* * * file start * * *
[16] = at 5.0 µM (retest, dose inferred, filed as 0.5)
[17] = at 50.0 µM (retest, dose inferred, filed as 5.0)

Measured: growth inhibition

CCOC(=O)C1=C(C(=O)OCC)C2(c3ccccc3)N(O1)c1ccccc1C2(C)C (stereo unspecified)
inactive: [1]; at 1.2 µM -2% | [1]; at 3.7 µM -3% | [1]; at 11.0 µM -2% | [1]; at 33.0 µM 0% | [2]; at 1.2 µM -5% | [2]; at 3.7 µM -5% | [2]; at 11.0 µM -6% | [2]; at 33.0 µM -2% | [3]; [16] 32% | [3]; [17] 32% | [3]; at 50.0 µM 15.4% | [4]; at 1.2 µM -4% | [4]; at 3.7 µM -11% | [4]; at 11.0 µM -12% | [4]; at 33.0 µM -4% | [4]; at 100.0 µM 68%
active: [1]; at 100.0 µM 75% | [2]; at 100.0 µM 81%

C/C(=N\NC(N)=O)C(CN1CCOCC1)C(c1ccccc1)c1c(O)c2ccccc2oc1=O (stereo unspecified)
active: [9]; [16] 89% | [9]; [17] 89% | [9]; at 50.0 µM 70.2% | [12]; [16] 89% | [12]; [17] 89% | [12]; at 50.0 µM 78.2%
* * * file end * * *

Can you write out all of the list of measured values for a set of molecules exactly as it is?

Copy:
[16] = at 5.0 µM (retest, dose inferred, filed as 0.5)
[17] = at 50.0 µM (retest, dose inferred, filed as 5.0)

Measured: growth inhibition

CCOC(=O)C1=C(C(=O)OCC)C2(c3ccccc3)N(O1)c1ccccc1C2(C)C (stereo unspecified)
inactive: [1]; at 1.2 µM -2% | [1]; at 3.7 µM -3% | [1]; at 11.0 µM -2% | [1]; at 33.0 µM 0% | [2]; at 1.2 µM -5% | [2]; at 3.7 µM -5% | [2]; at 11.0 µM -6% | [2]; at 33.0 µM -2% | [3]; [16] 32% | [3]; [17] 32% | [3]; at 50.0 µM 15.4% | [4]; at 1.2 µM -4% | [4]; at 3.7 µM -11% | [4]; at 11.0 µM -12% | [4]; at 33.0 µM -4% | [4]; at 100.0 µM 68%
active: [1]; at 100.0 µM 75% | [2]; at 100.0 µM 81%

C/C(=N\NC(N)=O)C(CN1CCOCC1)C(c1ccccc1)c1c(O)c2ccccc2oc1=O (stereo unspecified)
active: [9]; [16] 89% | [9]; [17] 89% | [9]; at 50.0 µM 70.2% | [12]; [16] 89% | [12]; [17] 89% | [12]; at 50.0 µM 78.2%